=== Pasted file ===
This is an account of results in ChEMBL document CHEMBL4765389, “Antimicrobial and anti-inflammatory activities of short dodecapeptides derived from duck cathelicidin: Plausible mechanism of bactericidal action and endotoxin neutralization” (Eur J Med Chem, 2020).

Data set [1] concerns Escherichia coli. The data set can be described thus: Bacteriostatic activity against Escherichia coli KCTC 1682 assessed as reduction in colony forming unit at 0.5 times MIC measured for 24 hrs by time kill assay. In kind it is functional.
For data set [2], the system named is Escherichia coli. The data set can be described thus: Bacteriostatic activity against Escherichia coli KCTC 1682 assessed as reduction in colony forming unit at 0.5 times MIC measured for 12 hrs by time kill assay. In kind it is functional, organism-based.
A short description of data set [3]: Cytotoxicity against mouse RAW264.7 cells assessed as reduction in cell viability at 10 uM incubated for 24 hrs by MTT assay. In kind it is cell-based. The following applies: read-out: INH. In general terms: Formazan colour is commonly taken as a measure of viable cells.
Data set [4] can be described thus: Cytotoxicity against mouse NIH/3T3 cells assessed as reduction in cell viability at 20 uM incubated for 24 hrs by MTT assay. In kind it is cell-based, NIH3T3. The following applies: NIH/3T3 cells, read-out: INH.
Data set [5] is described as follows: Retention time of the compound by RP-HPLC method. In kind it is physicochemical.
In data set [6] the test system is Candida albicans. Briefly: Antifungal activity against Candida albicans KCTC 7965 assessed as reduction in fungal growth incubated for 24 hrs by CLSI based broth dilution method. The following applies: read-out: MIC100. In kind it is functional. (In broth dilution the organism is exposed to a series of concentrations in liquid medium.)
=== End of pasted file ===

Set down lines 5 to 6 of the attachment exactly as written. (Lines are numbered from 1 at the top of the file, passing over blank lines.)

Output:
Data set [4] can be described thus: Cytotoxicity against mouse NIH/3T3 cells assessed as reduction in cell viability at 20 uM incubated for 24 hrs by MTT assay. In kind it is cell-based, NIH3T3. The following applies: NIH/3T3 cells, read-out: INH.
Data set [5] is described as follows: Retention time of the compound by RP-HPLC method. In kind it is physicochemical.